Protect data more conveniently for the user
How IT managers prevent shadow IT
From Ari Albertini
providers on this topic
At first glance, applications, cloud services and accounts that are used without the consent of IT managers seem relatively harmless. They are often free and easier to use than corporate IT. However, this shadow IT carries risks that are often underestimated.
For businesses, shadow tools pose serious security and compliance risks, and many IT managers are taking drastic measures to limit their use. Mostly not with the desired success.
It would make more sense to use enterprise software that, in addition to data security, is also very user-friendly. IT managers can reduce the use of illegal software and neutralize the emergence of shadow IT by offering employees the right solutions.
These measures successfully prevent the emergence of shadow IT:
1. Understand the needs of employees
Shadow IT occurs when employees don’t have the right solutions to do their jobs effectively. The use of unauthorized applications and services is also a sign that the current offering does not meet the requirements and needs of employees. Users then often switch to other tools because they are easier to use or better suit their needs. They usually don’t worry about the risks that arise: for example, who can access what data and whether security holes make the service a new gateway for cybercriminals.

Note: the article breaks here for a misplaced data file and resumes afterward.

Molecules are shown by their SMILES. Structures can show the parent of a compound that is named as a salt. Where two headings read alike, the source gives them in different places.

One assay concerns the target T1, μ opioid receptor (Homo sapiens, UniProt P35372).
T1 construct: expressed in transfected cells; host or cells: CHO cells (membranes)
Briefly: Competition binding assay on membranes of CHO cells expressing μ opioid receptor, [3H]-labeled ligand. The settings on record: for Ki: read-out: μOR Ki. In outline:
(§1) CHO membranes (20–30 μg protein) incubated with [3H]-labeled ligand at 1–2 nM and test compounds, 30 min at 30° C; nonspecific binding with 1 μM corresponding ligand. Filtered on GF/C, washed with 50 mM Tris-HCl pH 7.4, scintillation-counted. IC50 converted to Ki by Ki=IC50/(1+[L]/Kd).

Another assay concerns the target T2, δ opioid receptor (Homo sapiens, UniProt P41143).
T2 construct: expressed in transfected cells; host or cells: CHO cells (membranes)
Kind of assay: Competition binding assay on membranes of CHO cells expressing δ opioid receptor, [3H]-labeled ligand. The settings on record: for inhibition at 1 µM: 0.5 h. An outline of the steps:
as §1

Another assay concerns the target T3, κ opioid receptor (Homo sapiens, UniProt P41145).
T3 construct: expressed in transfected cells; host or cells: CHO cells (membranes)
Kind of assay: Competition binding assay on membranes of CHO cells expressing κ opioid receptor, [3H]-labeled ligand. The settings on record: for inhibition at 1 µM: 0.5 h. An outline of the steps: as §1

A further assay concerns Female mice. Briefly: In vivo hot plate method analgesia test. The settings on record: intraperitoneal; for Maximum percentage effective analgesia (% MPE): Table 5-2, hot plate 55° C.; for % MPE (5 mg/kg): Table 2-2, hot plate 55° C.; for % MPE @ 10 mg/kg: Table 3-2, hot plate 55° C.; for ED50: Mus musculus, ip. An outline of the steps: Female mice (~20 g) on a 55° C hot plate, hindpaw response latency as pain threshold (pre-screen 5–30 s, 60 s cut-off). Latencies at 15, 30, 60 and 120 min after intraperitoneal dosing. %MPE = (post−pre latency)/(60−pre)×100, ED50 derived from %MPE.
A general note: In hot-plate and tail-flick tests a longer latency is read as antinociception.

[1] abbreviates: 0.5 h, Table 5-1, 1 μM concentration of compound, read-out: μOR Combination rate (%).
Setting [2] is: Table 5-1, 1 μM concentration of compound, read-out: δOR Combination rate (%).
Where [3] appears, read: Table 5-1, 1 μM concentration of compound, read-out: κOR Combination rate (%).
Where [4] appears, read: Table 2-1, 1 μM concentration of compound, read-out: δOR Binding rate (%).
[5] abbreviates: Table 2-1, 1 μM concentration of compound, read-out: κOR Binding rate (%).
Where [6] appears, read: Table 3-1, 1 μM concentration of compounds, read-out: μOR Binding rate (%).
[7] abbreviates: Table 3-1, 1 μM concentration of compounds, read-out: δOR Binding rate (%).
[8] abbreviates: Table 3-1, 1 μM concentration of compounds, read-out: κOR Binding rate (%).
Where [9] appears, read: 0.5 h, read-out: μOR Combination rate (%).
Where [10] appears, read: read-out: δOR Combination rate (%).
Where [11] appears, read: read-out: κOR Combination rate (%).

But before taking measures against the spread of IT, those responsible for it must find out how it has spread in their company. An employee survey is an effective way to do this. Unknown tracking apps are also useful IP– Track addresses in the company network. Once those in charge understand this, they can better tailor their applications and service portfolio to employee needs that are clearly not being met. Ultimately, they will be able to replace unauthorized resources with on-demand, secure and intuitive solutions.
2. Create a productive and safe work environment
Even the classic communication e-mail the post office does not always meet all practical needs. This happens, for example, when employees constantly have to send large amounts of data in a message, but are overwhelmed by e-mail. mail size limits or a mailbox that is too small fills up too quickly. A number of employees then switch to other postal service providers. This means that the transmission of messages is not controlled by central IT. Most of the proposed solutions transmit data unencrypted and often without special protection, offering cybercriminals an ideal attack target. Only completely secure e-mail. e-mail traffic—for example, using end-to-end encryption—can protect the information in the message stream to the point where employees themselves feel free to send sensitive, personal, or business-critical data. And if the IT administrator sets the maximum size of letters and mailboxes based on needs, employees remain loyal to this proposed e-mail.
Virtual browser data rooms are also an efficient way to share information and collaborate without compromising security. These specially protected resources not only protect personal and other sensitive data from unauthorized access, but also organize the access rights of individuals and groups. Employees can securely access data stored in data rooms from anywhere and risk-free exchange files of any size across company walls.
3. Automated workflows that ensure greater data security
IT managers can proactively equip their employees with tools to automate tedious tasks. Also because of this…